Perhaps research seems credible when it gets published in a journal. But your readers should know that the claims in “Vinyl Chloride: A Case Study of Data Suppression and Misrepresentation,” published in Environmental Health Perspectives and reported in Plastics News (“Study criticizes EPA for hiking 'safe' level of exposure to VC,” April 25, Page 4) were way off the mark.
The authors of the Environmental Health Perspectives article assert that there is a “scientific consensus” that vinyl chloride can cause multiple forms of cancer in humans and experimental animals, but only three of the 21 articles they reference were published in the past 15 years. They fail to mention or seriously discuss seven articles published in scientific journals since 1997 that reach the opposite conclusion. These and other recent, peer-reviewed studies and reviews fully support the Environmental Protection Agency's conclusion that the association between vinyl chloride and cancers other than liver “is weak and any estimated increase in mortality from cancer at these sites is likely to be less than for liver cancer.”
One of the authors of these recent studies is the Chief of the Occupational Studies Section of the National Cancer Institute, who states that epidemiological evidence shows a strong exposure-response relationship for angiosarcoma of the liver but not for other types of cancer.
A more recent review reaches the same conclusion, stating that exposure to vinyl chloride in the workplace “has not been conclusively causally linked to any adverse health outcome, with the exception of angiosarcoma of the liver.” Even more recently: “The aggregate data are reassuring in excluding any excess risk of death from lung, laryngeal, soft tissue sarcoma, brain and lymphoid neoplasms, as well as cirrhosis.”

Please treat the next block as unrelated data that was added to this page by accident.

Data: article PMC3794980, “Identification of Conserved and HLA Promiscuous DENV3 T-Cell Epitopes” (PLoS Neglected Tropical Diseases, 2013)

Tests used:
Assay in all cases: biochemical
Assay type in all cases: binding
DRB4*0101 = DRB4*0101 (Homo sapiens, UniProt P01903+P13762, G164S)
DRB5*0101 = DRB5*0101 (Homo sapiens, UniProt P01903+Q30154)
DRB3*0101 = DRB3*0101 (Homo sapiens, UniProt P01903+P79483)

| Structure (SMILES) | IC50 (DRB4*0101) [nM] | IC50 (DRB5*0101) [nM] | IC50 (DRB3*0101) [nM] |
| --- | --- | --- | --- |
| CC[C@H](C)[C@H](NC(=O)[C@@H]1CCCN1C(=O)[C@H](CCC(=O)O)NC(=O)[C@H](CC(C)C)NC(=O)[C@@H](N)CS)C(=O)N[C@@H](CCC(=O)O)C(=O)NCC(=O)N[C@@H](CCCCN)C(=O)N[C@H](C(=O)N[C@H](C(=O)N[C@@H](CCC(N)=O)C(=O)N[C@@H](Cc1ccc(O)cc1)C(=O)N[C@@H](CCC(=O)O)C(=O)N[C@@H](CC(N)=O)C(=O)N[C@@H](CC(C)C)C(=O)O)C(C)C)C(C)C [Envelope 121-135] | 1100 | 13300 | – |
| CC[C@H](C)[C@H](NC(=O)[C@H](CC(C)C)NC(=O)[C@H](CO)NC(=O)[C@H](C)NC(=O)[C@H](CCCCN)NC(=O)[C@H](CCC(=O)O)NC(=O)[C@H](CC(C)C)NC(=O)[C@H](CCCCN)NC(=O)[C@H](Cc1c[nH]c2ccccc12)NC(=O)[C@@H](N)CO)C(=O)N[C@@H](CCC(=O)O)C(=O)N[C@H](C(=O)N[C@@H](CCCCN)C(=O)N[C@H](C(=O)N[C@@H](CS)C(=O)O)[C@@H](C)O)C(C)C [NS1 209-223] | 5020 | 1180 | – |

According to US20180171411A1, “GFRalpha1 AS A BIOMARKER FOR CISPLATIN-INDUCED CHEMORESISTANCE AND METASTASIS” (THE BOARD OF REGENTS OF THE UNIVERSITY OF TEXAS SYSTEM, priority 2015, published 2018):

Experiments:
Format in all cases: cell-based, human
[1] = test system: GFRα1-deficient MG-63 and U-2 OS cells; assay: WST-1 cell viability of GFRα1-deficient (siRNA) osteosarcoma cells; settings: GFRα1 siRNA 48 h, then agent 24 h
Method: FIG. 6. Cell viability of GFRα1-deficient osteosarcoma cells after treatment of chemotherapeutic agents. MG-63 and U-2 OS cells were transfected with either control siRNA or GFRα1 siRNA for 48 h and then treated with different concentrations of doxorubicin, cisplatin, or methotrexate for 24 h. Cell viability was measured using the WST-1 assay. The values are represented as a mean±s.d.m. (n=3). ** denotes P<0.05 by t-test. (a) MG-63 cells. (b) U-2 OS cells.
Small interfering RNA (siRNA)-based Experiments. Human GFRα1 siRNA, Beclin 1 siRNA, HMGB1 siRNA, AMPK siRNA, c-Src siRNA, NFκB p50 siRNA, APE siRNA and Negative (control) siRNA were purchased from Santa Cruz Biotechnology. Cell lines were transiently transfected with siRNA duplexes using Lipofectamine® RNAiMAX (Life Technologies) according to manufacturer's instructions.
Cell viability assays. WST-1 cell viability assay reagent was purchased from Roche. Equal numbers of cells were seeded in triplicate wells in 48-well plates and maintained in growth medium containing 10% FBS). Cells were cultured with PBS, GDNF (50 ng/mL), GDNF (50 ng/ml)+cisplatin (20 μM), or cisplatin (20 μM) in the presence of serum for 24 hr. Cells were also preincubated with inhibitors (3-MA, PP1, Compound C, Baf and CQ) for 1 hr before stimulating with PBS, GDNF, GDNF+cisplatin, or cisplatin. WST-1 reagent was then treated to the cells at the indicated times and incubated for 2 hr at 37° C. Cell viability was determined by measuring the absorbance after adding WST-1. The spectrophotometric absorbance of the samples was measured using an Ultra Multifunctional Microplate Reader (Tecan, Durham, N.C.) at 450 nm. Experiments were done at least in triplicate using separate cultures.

At one time, there was an apparent association between vinyl chloride and brain cancer excesses, but these were found to be related to a single facility. A number of investigations since then, most notably by scientists at the National Institute of Occupational Safety and Health, have shown that the excess brain cancers observed at the facility were not related to vinyl chloride exposure.
The Environmental Health Perspectives article also made inaccurate and unsupported allegations about the integrity of EPA scientists and the peer-review process used by the EPA.
While the EPA placed some reliance on industry-sponsored papers, the agency — which, by the way, met the scientific standards of peer review — relied for the most part on studies by scientists affiliated with prestigious, government-supported organizations such as NCI and NIOSH, cited above, the International Agency for Research on Cancer, and others.
We were genuinely surprised that such a one-sided, far-from-accurate review made it through the peer-review process of the government publication whose stated mission is to publish “balanced” and “objective” information.
Courtney M. Price
American Chemistry Council